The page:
It makes you a Catholic who has not completed the sacraments of initiation and who has not yet received the fullness of the gifts of the holy spirit.

RCIA is for non-Catholics. I encourage you to ask about adult confirmation classes, which are typically a few weeks before confirmation.

[/quote]

Cool! I did not know about this...I will ask my priest about it


#16

Yes, by all means do get confirmed and become a solder of Christ, God is waiting for you to make that move, and don,t worry about all the people their,for their are others also along you that are getting cofirmed.If you Love Jesus,than show the Lord you Love him. Good like my freind, and God Bless.


#17

I would say, why not? But better still, why not talk to a good priest about it?


#18

Confirmation is a Sacrament of Initiation and every Catholic should be Confirmed. However, it is not an absolute requirement for getting married, that is an error. I know because I am married to a Catholic who was never confirmed. And I know others married in the Church who were not confirmed. There is a Canon Law covering this that says people should be confirmed before marriage unless there is a grave inconvenience. (I don't know the number, but I looked it up once).

This is not to discourage anyone from getting confirmed before marriage, just a point that needs clarified. In our case, my husband was baptized into the Church, but the priest at that time did not have the faculties from the Bishop to administer the Sacrament of Confirmation. I imagine that most of these cases are where there is no priest with the faculties to confirm and people would have to wait an unusually long time to get married, waiting for a Bishop, or there is a necessity for a marriage to take place in a very short amount of time. Today that probably does not happen much, but it may in certain parts of the world.


#19

Yeah, I know that most people need to get through RCIA for the baptism and to get the Eucharist, I figured since I already had those 2 done, and I know i will never marry in the church, I just wasn't sure if I absolutely needed it, or if I was not a full Catholic yet because I did not have it.

Still checking with my priest on the adult confirmation classes. He is hard to reach sometimes. :)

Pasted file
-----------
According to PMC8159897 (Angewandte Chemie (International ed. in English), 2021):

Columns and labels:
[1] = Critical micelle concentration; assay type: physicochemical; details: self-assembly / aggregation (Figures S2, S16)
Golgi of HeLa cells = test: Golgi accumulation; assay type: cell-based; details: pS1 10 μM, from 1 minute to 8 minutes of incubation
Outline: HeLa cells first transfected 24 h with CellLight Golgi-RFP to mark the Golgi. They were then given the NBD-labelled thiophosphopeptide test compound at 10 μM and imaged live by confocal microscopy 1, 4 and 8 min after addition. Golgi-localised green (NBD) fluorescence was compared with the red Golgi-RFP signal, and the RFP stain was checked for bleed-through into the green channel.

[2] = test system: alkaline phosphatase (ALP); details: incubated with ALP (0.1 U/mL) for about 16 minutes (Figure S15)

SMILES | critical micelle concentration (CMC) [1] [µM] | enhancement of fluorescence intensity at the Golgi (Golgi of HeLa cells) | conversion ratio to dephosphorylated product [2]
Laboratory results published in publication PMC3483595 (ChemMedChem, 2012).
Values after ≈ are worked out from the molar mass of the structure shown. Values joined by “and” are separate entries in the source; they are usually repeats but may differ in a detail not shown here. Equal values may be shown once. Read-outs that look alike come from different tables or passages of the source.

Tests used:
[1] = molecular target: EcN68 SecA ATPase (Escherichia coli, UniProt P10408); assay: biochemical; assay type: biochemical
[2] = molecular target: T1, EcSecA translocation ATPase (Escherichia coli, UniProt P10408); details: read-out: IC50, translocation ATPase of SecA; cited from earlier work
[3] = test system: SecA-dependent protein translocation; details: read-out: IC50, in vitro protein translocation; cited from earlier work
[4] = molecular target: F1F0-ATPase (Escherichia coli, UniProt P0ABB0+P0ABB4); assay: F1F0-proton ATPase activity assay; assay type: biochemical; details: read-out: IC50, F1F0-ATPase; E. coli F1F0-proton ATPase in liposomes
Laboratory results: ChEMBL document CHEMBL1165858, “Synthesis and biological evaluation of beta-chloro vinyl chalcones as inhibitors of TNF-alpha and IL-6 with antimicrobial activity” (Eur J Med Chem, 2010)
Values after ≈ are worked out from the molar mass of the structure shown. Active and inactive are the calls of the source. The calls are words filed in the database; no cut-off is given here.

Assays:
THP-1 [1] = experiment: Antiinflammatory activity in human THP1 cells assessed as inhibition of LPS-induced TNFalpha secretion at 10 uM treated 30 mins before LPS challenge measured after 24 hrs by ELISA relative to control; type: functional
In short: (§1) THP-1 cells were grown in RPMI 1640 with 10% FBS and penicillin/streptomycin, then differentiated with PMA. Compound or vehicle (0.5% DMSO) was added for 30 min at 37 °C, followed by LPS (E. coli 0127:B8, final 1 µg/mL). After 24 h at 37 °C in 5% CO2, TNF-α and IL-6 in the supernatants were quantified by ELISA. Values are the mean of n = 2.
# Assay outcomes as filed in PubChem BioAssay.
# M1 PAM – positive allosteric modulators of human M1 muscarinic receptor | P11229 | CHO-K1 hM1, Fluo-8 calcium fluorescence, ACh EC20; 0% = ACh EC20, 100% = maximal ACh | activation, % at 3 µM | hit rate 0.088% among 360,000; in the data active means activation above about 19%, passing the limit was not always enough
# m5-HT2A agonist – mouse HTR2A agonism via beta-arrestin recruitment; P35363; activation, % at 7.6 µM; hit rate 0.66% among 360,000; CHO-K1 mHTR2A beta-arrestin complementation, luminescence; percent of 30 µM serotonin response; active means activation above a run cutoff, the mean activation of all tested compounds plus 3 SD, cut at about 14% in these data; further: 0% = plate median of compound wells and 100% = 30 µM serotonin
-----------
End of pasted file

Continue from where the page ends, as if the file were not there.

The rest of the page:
So these classes for confirmation only, do they differ a lot from what is taught in RCIA? Or just a shorter version of it?


#20

Regarding unworthy reception of communion (such as not really believing in a personal God....):

Beloved in the Lord: Our Savior Christ, on the night before
he suffered, instituted the Sacrament of his Body and
Blood as a sign and pledge of his love, for the continual
remembrance of the sacrifice of his death, and for a spiritual
sharing in his risen life. For in these holy Mysteries we are
made one with Christ, and Christ with us; we are made one
body in him, and members one of another.

Having in mind, therefore, his great love for us, and in
obedience to his command, his Church renders to Almighty
God our heavenly Father never-ending thanks for the
creation of the world, for his continual providence over us,
for his love for all mankind, and for the redemption of the
world by our Savior Christ, who took upon himself our flesh,
and humbled himself even to death on the cross, that he
might make us the children of God by the power of the Holy
Spirit, and exalt us to everlasting life.

But if we are to share rightly in the celebration of those holy
Mysteries, and be nourished by that spiritual Food, we must
remember the dignity of that holy Sacrament. I therefore call
upon you to consider how Saint Paul exhorts all persons to
prepare themselves carefully before eating of that Bread and
drinking of that Cup.

For, as the benefit is great, if with penitent hearts and living
faith we receive the holy Sacrament, so is the danger great, if
we receive it improperly, not recognizing the Lord’s Body.
Judge yourselves, therefore, lest you be judged by the Lord.

Examine your lives and conduct by the rule of God’s
commandments, that you may perceive wherein you have
offended in what you have done or left undone, whether in
thought, word, or deed. And acknowledge your sins before
Almighty God, with full purpose of amendment of life, being
ready to make restitution for all injuries and wrongs done by
you to others; and also being ready to forgive those who have
offended you, in order that you yourselves may be forgiven.
And then, being reconciled with one another, come to the
banquet of that most heavenly Food.

And if, in your preparation, you need help and counsel, then
go and open your grief to a discreet and understanding priest,
and confess your sins, that you may receive the benefit of
absolution, and spiritual counsel and advice; to the removal
of scruple and doubt, the assurance of pardon, and the
strengthening of your faith.

To Christ our Lord who loves us, and washed us in his own
blood, and made us a kingdom of priests to serve his God
and Father, to him be glory in the Church evermore. Through
him let us offer continually the sacrifice of praise, which is
our bounden duty and service, and, with faith in him, come
boldly before the throne of grace [and humbly confess our
sins to Almighty God].

Good luck in your journey.